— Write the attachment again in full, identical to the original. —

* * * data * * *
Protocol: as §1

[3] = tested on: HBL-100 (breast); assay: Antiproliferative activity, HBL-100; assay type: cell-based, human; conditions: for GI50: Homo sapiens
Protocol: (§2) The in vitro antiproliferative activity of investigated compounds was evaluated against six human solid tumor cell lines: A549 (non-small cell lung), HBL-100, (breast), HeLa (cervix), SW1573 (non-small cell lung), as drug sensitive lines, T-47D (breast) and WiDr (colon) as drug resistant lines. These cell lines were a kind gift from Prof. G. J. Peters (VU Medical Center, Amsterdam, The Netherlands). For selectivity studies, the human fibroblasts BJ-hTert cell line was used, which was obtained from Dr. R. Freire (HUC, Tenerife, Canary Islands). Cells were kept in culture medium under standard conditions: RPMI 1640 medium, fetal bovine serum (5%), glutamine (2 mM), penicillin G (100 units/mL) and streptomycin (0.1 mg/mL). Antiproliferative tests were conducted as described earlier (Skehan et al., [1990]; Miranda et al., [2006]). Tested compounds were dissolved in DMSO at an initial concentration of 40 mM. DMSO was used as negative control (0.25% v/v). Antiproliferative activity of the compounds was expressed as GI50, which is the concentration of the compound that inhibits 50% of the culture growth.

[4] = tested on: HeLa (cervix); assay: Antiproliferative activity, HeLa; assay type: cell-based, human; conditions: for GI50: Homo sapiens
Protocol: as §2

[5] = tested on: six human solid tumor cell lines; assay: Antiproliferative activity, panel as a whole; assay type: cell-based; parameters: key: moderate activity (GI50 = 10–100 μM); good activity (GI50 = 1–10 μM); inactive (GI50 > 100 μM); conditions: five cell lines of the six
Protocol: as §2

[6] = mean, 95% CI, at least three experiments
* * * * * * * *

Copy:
Protocol: as §1

[3] = tested on: HBL-100 (breast); assay: Antiproliferative activity, HBL-100; assay type: cell-based, human; conditions: for GI50: Homo sapiens
Protocol: (§2) The in vitro antiproliferative activity of investigated compounds was evaluated against six human solid tumor cell lines: A549 (non-small cell lung), HBL-100, (breast), HeLa (cervix), SW1573 (non-small cell lung), as drug sensitive lines, T-47D (breast) and WiDr (colon) as drug resistant lines. These cell lines were a kind gift from Prof. G. J. Peters (VU Medical Center, Amsterdam, The Netherlands). For selectivity studies, the human fibroblasts BJ-hTert cell line was used, which was obtained from Dr. R. Freire (HUC, Tenerife, Canary Islands). Cells were kept in culture medium under standard conditions: RPMI 1640 medium, fetal bovine serum (5%), glutamine (2 mM), penicillin G (100 units/mL) and streptomycin (0.1 mg/mL). Antiproliferative tests were conducted as described earlier (Skehan et al., [1990]; Miranda et al., [2006]). Tested compounds were dissolved in DMSO at an initial concentration of 40 mM. DMSO was used as negative control (0.25% v/v). Antiproliferative activity of the compounds was expressed as GI50, which is the concentration of the compound that inhibits 50% of the culture growth.

[4] = tested on: HeLa (cervix); assay: Antiproliferative activity, HeLa; assay type: cell-based, human; conditions: for GI50: Homo sapiens
Protocol: as §2

[5] = tested on: six human solid tumor cell lines; assay: Antiproliferative activity, panel as a whole; assay type: cell-based; parameters: key: moderate activity (GI50 = 10–100 μM); good activity (GI50 = 1–10 μM); inactive (GI50 > 100 μM); conditions: five cell lines of the six
Protocol: as §2

[6] = mean, 95% CI, at least three experiments